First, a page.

Friday, March 8, 2013

Agrarian Struggle takes a Deep Breath. Notes from the Second Congress of the Forum for Communication between Agrarian Communities (FKMA)

Not many people, neither left-wing activists nor intellectual defenders of agrarian justice, will have ever heard his name, let alone met him. Mukhlis, a young peasant farmer from Rengas village, Ogan Ilir, South Sumatra, was one of twelve victims shot by police mobile brigade (Brimob) in December 2009. On that bloody Friday, he and hundreds of other villagers were defending the reoccupation of their land which had previously been seized by state-owned plantation company PTPN VII. Hot metal pierced his finger. A rubber bullet struck his forehead. The ring finger on his right hand is now shorter than it should be.

Mukhlis remembers, “On that day I was leaving to wash in preparation for Friday prayers. My mother told me “There's no need to go and join in (defending the land occupation), you're still young, you'll just get shot.” Mukhlis was 23 at the time. “But it wasn't at anyone's invitation that I decided to join the struggle. Something inside of me was calling,” he continued, as he raised the palm of his hand towards his breast.

Grassroots Towards Autonomy

'We farm or we die, resist the iron mine.'

This extremely brave slogan was taken from the Manifesto of the Kulon Progo Farmer's Struggle, written by the Coastal Farmers' Association (PPLP). For the farmers who live in this regency in the western part of Yogyakarta Special Region , this slogan represents the culmination of all their anxiety, anger and resistance to the mining company Indo Mines Ltd, headquartered in Perth, Australia, and supported by the Yogyakarta Special Region government.

However, Java's southern coast tends to attract relatively little attention, and so neither have the farmers' struggles to defend their land there. Java's economic growth has up until now mostly focussed on its northern shore. The southern coast is rich in valuable minerals. Iron sands, gold, vanadium, titanium, uranium, and also mineral water lie below the earth's surface. These minerals have not yet been much exploited.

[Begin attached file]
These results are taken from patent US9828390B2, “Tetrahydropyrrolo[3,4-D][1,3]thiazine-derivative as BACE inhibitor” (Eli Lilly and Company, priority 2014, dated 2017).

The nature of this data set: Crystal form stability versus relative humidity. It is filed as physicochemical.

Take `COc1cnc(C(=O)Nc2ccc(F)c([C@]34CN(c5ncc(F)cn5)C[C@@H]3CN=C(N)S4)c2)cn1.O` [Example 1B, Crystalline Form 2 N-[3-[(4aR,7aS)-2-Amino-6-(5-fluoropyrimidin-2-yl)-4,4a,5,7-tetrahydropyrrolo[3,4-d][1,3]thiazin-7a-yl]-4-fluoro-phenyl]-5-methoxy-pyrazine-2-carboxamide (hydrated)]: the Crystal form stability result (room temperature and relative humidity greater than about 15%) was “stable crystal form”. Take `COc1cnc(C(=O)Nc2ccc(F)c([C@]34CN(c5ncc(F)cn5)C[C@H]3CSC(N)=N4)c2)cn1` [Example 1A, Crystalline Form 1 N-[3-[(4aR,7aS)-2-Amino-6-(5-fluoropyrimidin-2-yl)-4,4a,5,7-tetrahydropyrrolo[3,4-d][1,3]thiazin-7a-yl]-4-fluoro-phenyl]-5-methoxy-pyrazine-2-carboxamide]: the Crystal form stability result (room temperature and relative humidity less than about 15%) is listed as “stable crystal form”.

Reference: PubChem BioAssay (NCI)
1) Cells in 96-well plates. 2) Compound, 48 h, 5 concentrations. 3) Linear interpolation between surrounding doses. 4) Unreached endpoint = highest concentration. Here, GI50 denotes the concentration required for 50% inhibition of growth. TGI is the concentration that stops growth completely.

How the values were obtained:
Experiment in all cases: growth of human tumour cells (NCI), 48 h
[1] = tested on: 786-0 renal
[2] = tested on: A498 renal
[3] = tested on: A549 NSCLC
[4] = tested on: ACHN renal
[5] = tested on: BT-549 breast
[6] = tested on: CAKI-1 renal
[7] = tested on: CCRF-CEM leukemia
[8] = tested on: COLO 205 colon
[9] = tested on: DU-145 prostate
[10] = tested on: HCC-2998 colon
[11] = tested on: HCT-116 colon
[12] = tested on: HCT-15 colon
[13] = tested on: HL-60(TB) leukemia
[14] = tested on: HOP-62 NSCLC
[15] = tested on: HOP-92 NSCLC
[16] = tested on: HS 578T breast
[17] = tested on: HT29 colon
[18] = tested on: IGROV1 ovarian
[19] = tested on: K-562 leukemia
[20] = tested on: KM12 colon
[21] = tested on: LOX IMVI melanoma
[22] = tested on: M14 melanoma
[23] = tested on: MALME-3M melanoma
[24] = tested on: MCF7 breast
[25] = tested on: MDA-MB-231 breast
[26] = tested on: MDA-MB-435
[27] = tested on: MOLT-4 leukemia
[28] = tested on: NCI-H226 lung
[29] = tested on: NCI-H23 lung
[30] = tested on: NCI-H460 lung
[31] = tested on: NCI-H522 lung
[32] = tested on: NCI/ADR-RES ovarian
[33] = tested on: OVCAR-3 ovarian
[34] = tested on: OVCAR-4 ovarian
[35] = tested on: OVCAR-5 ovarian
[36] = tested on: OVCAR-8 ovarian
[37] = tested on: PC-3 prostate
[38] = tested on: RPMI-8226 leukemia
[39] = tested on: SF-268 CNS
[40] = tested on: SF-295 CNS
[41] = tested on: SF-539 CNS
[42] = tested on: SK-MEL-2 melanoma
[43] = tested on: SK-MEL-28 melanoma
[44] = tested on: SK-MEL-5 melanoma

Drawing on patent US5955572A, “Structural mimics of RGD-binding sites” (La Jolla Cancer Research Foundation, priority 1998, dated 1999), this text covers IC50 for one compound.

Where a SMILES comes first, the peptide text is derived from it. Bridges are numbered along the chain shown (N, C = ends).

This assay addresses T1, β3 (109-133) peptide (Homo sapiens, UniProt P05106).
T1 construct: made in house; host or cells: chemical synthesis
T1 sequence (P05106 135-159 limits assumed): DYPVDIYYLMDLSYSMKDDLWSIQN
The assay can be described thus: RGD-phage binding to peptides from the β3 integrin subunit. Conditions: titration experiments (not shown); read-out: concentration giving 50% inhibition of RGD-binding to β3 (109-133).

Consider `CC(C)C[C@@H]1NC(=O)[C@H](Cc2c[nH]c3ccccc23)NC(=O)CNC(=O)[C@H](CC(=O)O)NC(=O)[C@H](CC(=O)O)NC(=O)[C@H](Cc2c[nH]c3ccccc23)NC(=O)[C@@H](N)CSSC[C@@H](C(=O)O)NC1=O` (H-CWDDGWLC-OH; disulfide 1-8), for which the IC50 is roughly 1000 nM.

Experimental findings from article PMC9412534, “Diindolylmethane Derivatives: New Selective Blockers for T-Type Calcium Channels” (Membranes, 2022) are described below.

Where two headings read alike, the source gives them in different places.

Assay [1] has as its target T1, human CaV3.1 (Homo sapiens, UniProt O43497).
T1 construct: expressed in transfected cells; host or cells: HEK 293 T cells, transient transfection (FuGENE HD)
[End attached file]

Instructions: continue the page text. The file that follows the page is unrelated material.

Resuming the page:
Protected by claims of development and economic growth, local government believes they need to bring progress to the Southern Java coast. One way is through mining projects. This agenda is surely not without its other implications. For example, the plan to build a southern Java trunk road, funded by loans from the Asian Development Bank, for which it would surely be necessary to expropriate land and evict residents.

Facts such as these have become the focus for the Kulon Progo farmers' nervousness. Especially as they most certainly have to face the planned iron sands mine. A plan which, if enacted, would mean they would lose their farmland.

Wednesday, March 6, 2013

Save Pandumaan-Sipituhuta

Have you heard? Land conflict has occurred in Indonesia, again: One side wants to destroy the environment for the sake of mass production, the other aims to stop it. It’s an old song that’s repeating itself over and over again. But as long as there’s still injustice, let’s crank the volume up. If you love Indonesia’s beauty and hope to see it last, you know on which side of the stage you should stand.

The conflict takes place in Pandumaan and Sipituhuta, two areas in Humbang Hasuhutan Regency, North Sumatra Province, where a Tano Batak indigenous community lives. The conflict broke out after PT Toba Pulp Lestari decided to replace the people’s Styrax benzoin forest called Tombak Haminjon, part of the people’s indigenous territory, with industrial eucalyptus trees for its paper production line.